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COMING UP BIG
S.L. Price
May 26, 1997
AIDED MIGHTILY BY THE KNICKS, WHO BLEW THEIR COOL, THE HEAT BATTLED BACK TO BEAT NEW YORK
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May 26, 1997

Coming Up Big

AIDED MIGHTILY BY THE KNICKS, WHO BLEW THEIR COOL, THE HEAT BATTLED BACK TO BEAT NEW YORK

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Ewing finished with 37 points, 17 rebounds and four assists in Game 7. It didn't matter. His season was done. "You dread the day you retire and don't have a ring," Riley had said of Ewing before the series began. "A great player will be tormented the rest of his life. I believe that. He'll always look back and say, 'Why? Why couldn't I?"

On Sunday you could see that question looming over Ewing. He will be a free agent on July 1, and the Knicks have given every indication that they will try to keep him. But who knows? The day before, he had guaranteed victory, telling members of the New York media, "See you in Chicago," and that didn't work out either. After the game he showered and put on a gray suit and then began the walk to the interview room on this day when so many bits of his past kept cropping up: Thompson in the stands, Riley and Mourning on the opposite bench and, there with them, Heat forward Ed Pinckney, who as a Villanova center went head-to-head with Ewing when the Wildcats upset Georgetown for the 1985 NCAA championship. Ewing walked down the hall, bumped into David Falk, his agent, then into former Knicks teammate Sidney Green with his 11-year-old son, Taurean. "Hey, man, you're getting big," Ewing said to the youngster.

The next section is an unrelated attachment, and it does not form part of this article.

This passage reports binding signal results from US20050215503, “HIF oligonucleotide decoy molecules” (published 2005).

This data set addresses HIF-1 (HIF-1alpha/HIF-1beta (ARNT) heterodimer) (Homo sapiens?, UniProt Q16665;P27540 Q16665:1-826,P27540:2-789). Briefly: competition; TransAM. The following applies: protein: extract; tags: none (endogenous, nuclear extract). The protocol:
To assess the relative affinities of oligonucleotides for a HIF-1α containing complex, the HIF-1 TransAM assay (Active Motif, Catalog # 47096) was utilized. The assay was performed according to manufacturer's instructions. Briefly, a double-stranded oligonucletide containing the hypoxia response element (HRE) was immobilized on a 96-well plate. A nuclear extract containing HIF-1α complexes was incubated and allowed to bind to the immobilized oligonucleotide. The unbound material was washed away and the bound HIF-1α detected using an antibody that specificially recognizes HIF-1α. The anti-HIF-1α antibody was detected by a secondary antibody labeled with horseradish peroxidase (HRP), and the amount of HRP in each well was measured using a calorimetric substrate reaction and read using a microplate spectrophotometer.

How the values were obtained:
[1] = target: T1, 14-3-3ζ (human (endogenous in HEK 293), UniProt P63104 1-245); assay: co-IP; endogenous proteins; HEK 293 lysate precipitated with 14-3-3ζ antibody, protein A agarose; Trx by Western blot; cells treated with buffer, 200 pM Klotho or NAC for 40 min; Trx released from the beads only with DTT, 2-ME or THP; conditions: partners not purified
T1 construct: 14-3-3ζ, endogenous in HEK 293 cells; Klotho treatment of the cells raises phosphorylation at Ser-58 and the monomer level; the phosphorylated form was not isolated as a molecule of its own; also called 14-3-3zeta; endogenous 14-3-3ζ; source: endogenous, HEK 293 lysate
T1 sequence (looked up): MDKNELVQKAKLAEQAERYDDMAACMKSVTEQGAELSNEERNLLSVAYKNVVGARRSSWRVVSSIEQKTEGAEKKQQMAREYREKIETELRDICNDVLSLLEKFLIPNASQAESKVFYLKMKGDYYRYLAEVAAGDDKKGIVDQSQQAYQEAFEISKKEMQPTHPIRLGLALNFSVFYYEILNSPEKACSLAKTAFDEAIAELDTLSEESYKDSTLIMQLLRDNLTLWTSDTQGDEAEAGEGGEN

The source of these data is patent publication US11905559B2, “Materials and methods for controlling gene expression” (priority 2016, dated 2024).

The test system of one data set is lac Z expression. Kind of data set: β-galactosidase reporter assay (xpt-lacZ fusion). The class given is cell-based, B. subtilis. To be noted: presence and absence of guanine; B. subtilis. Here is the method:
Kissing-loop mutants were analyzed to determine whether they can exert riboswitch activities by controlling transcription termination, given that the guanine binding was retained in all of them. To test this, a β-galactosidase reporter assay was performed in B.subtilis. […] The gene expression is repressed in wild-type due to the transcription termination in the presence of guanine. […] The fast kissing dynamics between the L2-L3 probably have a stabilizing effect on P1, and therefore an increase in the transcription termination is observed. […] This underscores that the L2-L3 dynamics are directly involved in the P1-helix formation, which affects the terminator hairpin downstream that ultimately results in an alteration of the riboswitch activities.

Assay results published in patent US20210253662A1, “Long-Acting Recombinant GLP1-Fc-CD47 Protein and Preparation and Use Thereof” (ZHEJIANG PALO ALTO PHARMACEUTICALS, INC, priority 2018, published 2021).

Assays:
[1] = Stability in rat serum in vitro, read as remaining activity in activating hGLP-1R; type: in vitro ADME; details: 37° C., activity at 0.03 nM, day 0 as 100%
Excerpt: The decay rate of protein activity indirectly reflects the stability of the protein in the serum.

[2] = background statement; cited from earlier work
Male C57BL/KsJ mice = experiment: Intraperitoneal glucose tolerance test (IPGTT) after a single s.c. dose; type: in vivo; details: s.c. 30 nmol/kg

Yes, Ewing said, when he finally sat in front of the cameras and tape recorders, he thought this was his best chance at a title, better even than the seventh game of the 1994 NBA Finals, won by the Houston Rockets 90-84. "I definitely thought so," Ewing said. "I believed in my teammates, I thought we had a great team. Chemistry was great, everything was great. We were playing extremely well, but it just didn't happen."

No, he said, he didn't feel he did anything wrong when he left the bench the night of the fracas. The NBA was wrong for issuing the suspensions. Yes, his team should have ended the series in Game 5. "We let them win it," he said. Someone asked where he'd go next, and Ewing shrugged and said, "Home. Go home and regroup. Get ready for next season."

That was it. He left the room, began walking down the hallway of Miami Arena. He didn't move too fast, not with his usual rapid gait. He looked around, trying to find Thompson. "Where's Coach at?" he asked someone with a familiar face. Gone to the airport, he was told. Ewing blinked, hesitated. He really had no place to go.

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